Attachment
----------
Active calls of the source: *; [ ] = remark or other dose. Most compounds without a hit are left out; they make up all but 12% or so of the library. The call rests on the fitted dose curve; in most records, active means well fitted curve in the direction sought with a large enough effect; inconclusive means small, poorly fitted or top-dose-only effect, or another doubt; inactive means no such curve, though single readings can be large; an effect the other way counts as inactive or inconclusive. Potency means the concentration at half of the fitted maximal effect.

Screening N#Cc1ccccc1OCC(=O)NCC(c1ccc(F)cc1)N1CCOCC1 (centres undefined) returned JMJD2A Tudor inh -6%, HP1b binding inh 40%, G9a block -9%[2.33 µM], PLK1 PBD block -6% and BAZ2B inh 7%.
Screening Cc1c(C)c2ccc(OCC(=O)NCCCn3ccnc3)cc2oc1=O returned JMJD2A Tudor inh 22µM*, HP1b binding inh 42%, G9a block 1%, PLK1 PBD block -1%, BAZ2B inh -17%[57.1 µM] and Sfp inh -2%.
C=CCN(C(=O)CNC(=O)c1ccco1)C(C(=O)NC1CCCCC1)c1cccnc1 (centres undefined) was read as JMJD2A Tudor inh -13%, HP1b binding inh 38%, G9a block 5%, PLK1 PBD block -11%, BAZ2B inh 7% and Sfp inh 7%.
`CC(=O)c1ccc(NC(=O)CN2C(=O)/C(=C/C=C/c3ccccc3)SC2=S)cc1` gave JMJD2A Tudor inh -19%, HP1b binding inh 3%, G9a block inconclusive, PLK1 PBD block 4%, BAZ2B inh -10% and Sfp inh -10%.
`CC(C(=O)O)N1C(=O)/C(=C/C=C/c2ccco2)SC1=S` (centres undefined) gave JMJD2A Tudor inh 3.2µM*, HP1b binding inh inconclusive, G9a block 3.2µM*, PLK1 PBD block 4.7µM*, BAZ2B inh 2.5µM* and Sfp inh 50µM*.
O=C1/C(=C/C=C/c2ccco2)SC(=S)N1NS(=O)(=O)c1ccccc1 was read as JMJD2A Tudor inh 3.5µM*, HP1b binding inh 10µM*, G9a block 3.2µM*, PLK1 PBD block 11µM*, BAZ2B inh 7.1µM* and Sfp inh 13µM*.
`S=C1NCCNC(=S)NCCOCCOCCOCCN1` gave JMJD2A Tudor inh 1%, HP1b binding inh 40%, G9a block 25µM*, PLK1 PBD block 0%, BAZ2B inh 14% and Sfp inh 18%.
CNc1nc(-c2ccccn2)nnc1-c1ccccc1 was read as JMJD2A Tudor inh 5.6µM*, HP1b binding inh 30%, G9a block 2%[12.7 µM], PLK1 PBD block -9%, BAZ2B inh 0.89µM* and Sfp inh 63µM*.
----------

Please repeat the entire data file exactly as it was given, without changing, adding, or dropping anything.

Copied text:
Active calls of the source: *; [ ] = remark or other dose. Most compounds without a hit are left out; they make up all but 12% or so of the library. The call rests on the fitted dose curve; in most records, active means well fitted curve in the direction sought with a large enough effect; inconclusive means small, poorly fitted or top-dose-only effect, or another doubt; inactive means no such curve, though single readings can be large; an effect the other way counts as inactive or inconclusive. Potency means the concentration at half of the fitted maximal effect.

Screening N#Cc1ccccc1OCC(=O)NCC(c1ccc(F)cc1)N1CCOCC1 (centres undefined) returned JMJD2A Tudor inh -6%, HP1b binding inh 40%, G9a block -9%[2.33 µM], PLK1 PBD block -6% and BAZ2B inh 7%.
Screening Cc1c(C)c2ccc(OCC(=O)NCCCn3ccnc3)cc2oc1=O returned JMJD2A Tudor inh 22µM*, HP1b binding inh 42%, G9a block 1%, PLK1 PBD block -1%, BAZ2B inh -17%[57.1 µM] and Sfp inh -2%.
C=CCN(C(=O)CNC(=O)c1ccco1)C(C(=O)NC1CCCCC1)c1cccnc1 (centres undefined) was read as JMJD2A Tudor inh -13%, HP1b binding inh 38%, G9a block 5%, PLK1 PBD block -11%, BAZ2B inh 7% and Sfp inh 7%.
`CC(=O)c1ccc(NC(=O)CN2C(=O)/C(=C/C=C/c3ccccc3)SC2=S)cc1` gave JMJD2A Tudor inh -19%, HP1b binding inh 3%, G9a block inconclusive, PLK1 PBD block 4%, BAZ2B inh -10% and Sfp inh -10%.
`CC(C(=O)O)N1C(=O)/C(=C/C=C/c2ccco2)SC1=S` (centres undefined) gave JMJD2A Tudor inh 3.2µM*, HP1b binding inh inconclusive, G9a block 3.2µM*, PLK1 PBD block 4.7µM*, BAZ2B inh 2.5µM* and Sfp inh 50µM*.
O=C1/C(=C/C=C/c2ccco2)SC(=S)N1NS(=O)(=O)c1ccccc1 was read as JMJD2A Tudor inh 3.5µM*, HP1b binding inh 10µM*, G9a block 3.2µM*, PLK1 PBD block 11µM*, BAZ2B inh 7.1µM* and Sfp inh 13µM*.
`S=C1NCCNC(=S)NCCOCCOCCOCCN1` gave JMJD2A Tudor inh 1%, HP1b binding inh 40%, G9a block 25µM*, PLK1 PBD block 0%, BAZ2B inh 14% and Sfp inh 18%.
CNc1nc(-c2ccccn2)nnc1-c1ccccc1 was read as JMJD2A Tudor inh 5.6µM*, HP1b binding inh 30%, G9a block 2%[12.7 µM], PLK1 PBD block -9%, BAZ2B inh 0.89µM* and Sfp inh 63µM*.